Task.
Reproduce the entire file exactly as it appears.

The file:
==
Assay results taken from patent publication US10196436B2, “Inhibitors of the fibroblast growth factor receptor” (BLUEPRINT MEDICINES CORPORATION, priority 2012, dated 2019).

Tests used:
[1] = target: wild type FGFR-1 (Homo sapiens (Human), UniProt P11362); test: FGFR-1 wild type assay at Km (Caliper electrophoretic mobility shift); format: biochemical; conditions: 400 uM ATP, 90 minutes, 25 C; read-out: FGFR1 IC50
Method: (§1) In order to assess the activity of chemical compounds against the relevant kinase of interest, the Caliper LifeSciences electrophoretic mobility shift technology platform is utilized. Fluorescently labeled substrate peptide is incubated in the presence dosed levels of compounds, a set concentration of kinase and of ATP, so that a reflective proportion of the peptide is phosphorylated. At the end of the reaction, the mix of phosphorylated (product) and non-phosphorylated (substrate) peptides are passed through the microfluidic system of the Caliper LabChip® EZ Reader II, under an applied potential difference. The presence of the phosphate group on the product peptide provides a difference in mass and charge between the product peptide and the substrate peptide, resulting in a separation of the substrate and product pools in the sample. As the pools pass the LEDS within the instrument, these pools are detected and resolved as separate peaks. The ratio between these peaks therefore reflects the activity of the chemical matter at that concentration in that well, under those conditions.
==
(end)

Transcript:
Assay results taken from patent publication US10196436B2, “Inhibitors of the fibroblast growth factor receptor” (BLUEPRINT MEDICINES CORPORATION, priority 2012, dated 2019).

Tests used:
[1] = target: wild type FGFR-1 (Homo sapiens (Human), UniProt P11362); test: FGFR-1 wild type assay at Km (Caliper electrophoretic mobility shift); format: biochemical; conditions: 400 uM ATP, 90 minutes, 25 C; read-out: FGFR1 IC50
Method: (§1) In order to assess the activity of chemical compounds against the relevant kinase of interest, the Caliper LifeSciences electrophoretic mobility shift technology platform is utilized. Fluorescently labeled substrate peptide is incubated in the presence dosed levels of compounds, a set concentration of kinase and of ATP, so that a reflective proportion of the peptide is phosphorylated. At the end of the reaction, the mix of phosphorylated (product) and non-phosphorylated (substrate) peptides are passed through the microfluidic system of the Caliper LabChip® EZ Reader II, under an applied potential difference. The presence of the phosphate group on the product peptide provides a difference in mass and charge between the product peptide and the substrate peptide, resulting in a separation of the substrate and product pools in the sample. As the pools pass the LEDS within the instrument, these pools are detected and resolved as separate peaks. The ratio between these peaks therefore reflects the activity of the chemical matter at that concentration in that well, under those conditions.